I finished writing my book and want to publish traditionally, now what?Congrats on finishing your novel (meaning it's squeaky and shiny, and someone other than your best friend or mom has read it). You've worked really hard and should be proud of yourself. :)
I'm not sure how much help I can give in finding an agent since I'm unagented myself, but this is what I'd do if I was in your shoes. Just know querying sucks (rejection actually is the sucky part). And even if you land your dream agent, that doesn't mean they'll be able to sell your story. So, know there will be bumps, but this is your journey. Just don't quit.
Write a Query: First thing you need a seriously awesome query. 250 words about your protag and story that'll dazzle an agent to where they want to read your book NOW, basically. Janet Reid has an excellent post to help you tweak your query. http://queryshark.blogspot.com. After it's written, you can submit to the Absolute Write forums (http://absolutewrite.com/forums/index.php) for feedback.
Find an Agent: Go to AgentQuery.com or QueryTracker.com. Search by genre, then rate them into three groups. Big fish, medium fish, and agents not on the top of your list (small agency). Look at their sales records, their clients, and their agencies. Follow them on Twitter. Look them up on Publisher’s Marketplace. Double check them at Preditors and Editors (pred-ed.com). Then read this guide to bad agents from SFWA (http://www.sfwa.org/other-resources/for-authors/writer-beware/agents/). The key here is to be educated and follow your gut. A bad agent is 1000 times worse than no agent.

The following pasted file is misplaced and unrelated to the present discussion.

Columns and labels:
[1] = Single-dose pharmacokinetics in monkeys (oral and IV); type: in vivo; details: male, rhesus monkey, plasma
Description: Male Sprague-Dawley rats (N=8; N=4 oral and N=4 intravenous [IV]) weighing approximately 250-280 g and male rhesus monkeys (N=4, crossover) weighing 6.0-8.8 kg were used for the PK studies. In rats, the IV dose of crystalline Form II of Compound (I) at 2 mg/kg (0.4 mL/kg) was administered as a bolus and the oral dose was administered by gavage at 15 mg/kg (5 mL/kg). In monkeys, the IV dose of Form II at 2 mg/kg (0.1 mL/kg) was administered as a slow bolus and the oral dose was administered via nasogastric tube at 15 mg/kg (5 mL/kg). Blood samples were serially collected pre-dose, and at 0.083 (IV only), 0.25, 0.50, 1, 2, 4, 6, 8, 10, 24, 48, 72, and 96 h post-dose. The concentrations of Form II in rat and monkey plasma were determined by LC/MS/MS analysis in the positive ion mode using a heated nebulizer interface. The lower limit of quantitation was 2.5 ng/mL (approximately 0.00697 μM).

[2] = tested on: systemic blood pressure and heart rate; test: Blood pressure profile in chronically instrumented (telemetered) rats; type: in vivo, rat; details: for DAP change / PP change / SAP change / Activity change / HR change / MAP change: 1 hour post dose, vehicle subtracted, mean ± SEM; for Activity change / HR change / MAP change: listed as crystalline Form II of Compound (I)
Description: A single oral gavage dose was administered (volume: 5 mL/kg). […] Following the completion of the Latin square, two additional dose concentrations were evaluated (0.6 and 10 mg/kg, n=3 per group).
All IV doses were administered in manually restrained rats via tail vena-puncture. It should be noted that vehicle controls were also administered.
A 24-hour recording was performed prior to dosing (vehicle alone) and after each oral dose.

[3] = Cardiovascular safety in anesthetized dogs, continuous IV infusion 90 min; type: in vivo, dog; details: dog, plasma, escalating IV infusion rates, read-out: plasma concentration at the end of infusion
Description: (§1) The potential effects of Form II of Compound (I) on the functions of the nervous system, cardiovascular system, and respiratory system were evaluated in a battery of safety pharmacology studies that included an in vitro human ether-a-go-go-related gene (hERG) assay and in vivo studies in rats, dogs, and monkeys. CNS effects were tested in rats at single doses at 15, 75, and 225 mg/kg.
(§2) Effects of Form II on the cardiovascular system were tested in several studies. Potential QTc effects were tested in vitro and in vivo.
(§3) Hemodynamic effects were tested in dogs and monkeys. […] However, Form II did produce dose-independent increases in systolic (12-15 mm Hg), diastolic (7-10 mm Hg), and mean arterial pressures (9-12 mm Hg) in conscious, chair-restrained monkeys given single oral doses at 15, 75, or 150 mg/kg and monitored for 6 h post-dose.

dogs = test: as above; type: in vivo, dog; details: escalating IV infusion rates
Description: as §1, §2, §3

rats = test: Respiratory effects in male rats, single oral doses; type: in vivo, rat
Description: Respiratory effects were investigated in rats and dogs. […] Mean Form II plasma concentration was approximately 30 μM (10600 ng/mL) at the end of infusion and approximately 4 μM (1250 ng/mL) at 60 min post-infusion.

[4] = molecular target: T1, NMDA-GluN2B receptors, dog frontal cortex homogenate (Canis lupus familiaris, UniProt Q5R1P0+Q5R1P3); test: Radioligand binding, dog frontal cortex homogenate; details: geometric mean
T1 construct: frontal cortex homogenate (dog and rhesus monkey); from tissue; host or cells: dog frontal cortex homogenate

Follow the Rules: Each agent will have their own submissions guidelines, so be sure to follow them when querying. They are bombarded with emails, so messing up their system could make or break your budding relationship. Most want a specific subject line in the email that will allow them to sort your query correctly. Following the rules is your first test. Make a spreadsheet with these columns: rating – name – agency – agency website - email – Twitter – details – sub guidelines – date sent – response – response date – why you contacted them – how you found them -- etc.
Wait: Don't send out all your pearls in one swoop. Send out a few and wait. If you get all bad responses, tweak your query letter, or maybe not, just see what the main "theme" is for your rejection and fix it (if you can). Send out a few more. Try not to take it too hard when you're rejected because you will be, just keep learning and moving forward. Keep track on your sheet. Try not to let it all make you crazy during this waiting time. Use the waiting wisely and work on your next book.